Well + wise: Positive affirmations
January 1, 2022
The importance of self-talk
by Juliet Lam Kuehnle
“You is smart. You is kind. You is important.”
We remember these lines from the novel and movie, The Help. These are what we call positive affirmations, and they’re more powerful than you might think. There is science that supports the benefit of repeating positive affirmations to ourselves. Awareness of our self-talk can be difficult, and working to make it positive can feel cheesy simply because the words may seem forced or unrealistic. The truth is, though, these statements help us overcome negative thought patterns and help us feel better about ourselves. Over time, when practiced consistently, we strengthen certain neural networks and reprogram our thinking, which then positively impacts our feelings and behavior. The way we talk to — and about — ourselves truly matters as it creates the narratives that make up our self-esteem. The power is also in knowing that you own the words and can add qualifiers to beliefs you’re learning or wanting to affirm. Sometimes it’s easier to hold onto, “I’m learning to believe I’m doing the best I can,” rather than “My best is good enough.”
Allan Howe, owner and therapist at Allan Howe Therapy, shares: “In the counseling room, my sessions start with asking ‘What’s been going well?’ or ‘Tell me an accomplishment over the past week.’ Every session ends with encouragement to keep looking out for the good. Our culture can be so focused on the negative that it is important to remember the positive, particularly as it pertains to ourselves.”
We can translate these accomplishments or gratitudes to positive statements about ourselves. This is different from toxic positivity in that we’re not ignoring hardship or struggles, but we’re allowing recognition of our strengths. Repeating positive affirmations helps mitigate the effects of stress, increases our resiliency, increases motivation and self-esteem, increases optimism, and allows us to be less defensive and dismissive and more aligned with our personal values.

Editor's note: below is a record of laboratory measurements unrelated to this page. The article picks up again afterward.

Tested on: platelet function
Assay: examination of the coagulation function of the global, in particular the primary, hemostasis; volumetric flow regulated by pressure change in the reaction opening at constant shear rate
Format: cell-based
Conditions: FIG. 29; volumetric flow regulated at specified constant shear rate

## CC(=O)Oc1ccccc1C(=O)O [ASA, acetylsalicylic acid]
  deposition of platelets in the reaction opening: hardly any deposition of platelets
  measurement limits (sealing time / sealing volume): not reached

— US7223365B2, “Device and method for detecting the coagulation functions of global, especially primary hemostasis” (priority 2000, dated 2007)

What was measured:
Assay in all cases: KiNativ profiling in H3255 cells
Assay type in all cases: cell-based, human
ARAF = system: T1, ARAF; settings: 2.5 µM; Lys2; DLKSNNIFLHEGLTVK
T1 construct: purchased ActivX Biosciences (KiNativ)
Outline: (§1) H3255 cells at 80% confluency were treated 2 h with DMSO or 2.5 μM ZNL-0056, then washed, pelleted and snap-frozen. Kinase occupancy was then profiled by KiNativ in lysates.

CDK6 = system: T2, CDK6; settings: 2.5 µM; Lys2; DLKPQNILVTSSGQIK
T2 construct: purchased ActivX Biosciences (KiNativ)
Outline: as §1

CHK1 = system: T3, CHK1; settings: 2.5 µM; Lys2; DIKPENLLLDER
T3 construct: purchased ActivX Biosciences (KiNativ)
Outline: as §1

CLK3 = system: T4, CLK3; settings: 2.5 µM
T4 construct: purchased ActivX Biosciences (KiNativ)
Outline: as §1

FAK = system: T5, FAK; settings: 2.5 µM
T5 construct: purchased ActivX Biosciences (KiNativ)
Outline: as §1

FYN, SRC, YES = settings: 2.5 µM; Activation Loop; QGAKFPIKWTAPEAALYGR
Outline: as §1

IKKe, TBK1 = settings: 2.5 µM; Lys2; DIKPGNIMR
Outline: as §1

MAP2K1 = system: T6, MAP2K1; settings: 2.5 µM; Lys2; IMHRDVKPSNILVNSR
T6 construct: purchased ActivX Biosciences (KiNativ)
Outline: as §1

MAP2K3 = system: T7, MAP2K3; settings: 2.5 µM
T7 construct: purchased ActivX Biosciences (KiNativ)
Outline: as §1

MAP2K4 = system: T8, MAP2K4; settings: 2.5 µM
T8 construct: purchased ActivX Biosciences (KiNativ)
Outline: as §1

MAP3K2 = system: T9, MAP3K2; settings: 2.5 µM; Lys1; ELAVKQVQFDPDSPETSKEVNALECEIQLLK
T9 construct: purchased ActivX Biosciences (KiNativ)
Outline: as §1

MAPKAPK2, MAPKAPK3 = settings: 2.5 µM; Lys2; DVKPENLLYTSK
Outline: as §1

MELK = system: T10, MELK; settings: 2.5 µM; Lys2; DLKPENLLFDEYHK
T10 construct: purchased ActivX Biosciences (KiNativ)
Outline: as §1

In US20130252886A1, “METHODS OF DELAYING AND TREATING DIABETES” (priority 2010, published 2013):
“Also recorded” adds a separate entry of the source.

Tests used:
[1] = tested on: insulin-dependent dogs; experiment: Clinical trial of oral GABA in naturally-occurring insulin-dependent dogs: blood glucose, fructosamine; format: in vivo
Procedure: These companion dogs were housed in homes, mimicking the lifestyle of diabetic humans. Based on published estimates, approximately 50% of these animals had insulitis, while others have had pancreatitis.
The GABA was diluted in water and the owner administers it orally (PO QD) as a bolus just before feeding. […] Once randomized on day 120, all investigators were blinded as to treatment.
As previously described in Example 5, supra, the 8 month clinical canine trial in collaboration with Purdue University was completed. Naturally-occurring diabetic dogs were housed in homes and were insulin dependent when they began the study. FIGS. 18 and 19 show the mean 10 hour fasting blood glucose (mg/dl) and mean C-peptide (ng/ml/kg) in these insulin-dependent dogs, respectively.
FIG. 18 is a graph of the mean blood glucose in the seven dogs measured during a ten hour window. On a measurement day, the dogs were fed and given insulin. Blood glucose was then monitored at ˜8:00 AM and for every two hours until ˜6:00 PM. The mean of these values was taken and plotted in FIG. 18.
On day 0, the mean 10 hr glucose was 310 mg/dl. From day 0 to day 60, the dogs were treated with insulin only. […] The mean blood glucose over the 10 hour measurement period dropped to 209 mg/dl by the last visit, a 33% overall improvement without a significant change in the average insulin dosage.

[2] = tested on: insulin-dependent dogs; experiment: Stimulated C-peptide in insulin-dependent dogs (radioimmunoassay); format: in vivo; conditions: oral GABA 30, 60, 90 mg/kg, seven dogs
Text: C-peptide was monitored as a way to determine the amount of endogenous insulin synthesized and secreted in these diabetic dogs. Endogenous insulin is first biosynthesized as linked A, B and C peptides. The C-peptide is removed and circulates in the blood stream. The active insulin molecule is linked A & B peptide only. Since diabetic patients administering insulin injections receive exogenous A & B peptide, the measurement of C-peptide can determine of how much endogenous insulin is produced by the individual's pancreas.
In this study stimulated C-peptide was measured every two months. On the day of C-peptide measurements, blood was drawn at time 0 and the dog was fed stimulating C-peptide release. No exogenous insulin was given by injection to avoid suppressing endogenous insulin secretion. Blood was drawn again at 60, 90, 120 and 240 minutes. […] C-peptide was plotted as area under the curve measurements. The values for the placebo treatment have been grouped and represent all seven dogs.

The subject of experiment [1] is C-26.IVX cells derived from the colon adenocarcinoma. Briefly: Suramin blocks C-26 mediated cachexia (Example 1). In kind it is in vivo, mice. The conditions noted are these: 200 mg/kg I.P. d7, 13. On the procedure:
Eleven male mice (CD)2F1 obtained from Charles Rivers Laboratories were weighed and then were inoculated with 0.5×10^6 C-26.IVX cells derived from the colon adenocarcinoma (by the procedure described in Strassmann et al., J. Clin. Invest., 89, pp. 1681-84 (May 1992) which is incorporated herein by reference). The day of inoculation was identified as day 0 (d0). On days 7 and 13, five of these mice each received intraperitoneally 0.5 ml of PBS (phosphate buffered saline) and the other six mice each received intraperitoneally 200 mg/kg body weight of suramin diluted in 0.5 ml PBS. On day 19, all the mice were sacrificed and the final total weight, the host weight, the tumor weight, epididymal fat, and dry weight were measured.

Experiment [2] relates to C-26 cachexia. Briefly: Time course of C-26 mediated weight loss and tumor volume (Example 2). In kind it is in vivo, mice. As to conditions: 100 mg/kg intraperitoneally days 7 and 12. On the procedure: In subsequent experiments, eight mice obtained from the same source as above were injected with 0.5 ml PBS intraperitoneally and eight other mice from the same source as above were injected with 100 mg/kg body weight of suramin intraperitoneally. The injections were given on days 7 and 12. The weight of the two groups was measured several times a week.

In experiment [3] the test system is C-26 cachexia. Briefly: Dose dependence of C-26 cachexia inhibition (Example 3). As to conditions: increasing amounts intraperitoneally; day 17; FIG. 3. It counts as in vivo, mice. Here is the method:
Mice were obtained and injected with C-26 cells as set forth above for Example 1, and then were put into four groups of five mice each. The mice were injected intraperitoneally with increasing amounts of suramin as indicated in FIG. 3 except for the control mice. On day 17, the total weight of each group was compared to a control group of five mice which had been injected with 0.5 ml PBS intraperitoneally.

Kuehnle spoke with Vernisha Crawford, founder and CEO of Bringing You Excellence and a trauma/resilience trainer (pictured above). Below are excerpts from their interview, lightly edited.
What is your mission in your work?
My work is so important to me because so often we look at folks who are in need of help or have experienced great adversity and we try to solve their problems or change something about their lives to get out of a situation they didn’t put themselves in. My mission is to help people become trauma-informed, which is a mindset. It’s shifting your mindset from, “What’s wrong with the person?” to “What has happened to them?” When you become sensitive to one’s social-emotional well-being and how it impacts their behavior, productivity, ability to connect and how they navigate life, you are looking at the human being first instead of their situation being the first thing you see.
What else should people to know about trauma?
What’s traumatic for me may not be traumatic for you. It goes back to brain science. What happens in my brain and body when I experience adversity might be different than what happens to you.
Do you have mentors?
At this age, I’ve listened to external voices enough. I have a better mentor inside of me. If I were to quiet the noise and those external voices, I’d be able to hear it. I’m in the process of trying to allow that voice to be heard.
Do you have any go-to quotes or mantras?
I do affirmation time with my daughter every morning. We repeat these: “Today is going to be amazing. I am strong, brave, courageous and smart. I help people. I respect people. I respect myself.” And we always end with “I love myself.” Whatever you put out for other people, give it back to yourself.
What else would you add around therapy and mental health?
It helps people to admit or say things out loud. This releases the feel-good, stress-relieving hormones because you’re being honest with yourself. Saying “I’m doing the best that I can” or “I deserve a break” is empowering. SP
Juliet Kuehnle is the owner and a therapist at Sun Counseling and Wellness. The full interview of Kuehnle’s “Who You Callin’ Crazy?!” interview featuring Vernisha Crawford can be found on Instagram @yepigototherapy or wherever you stream podcasts.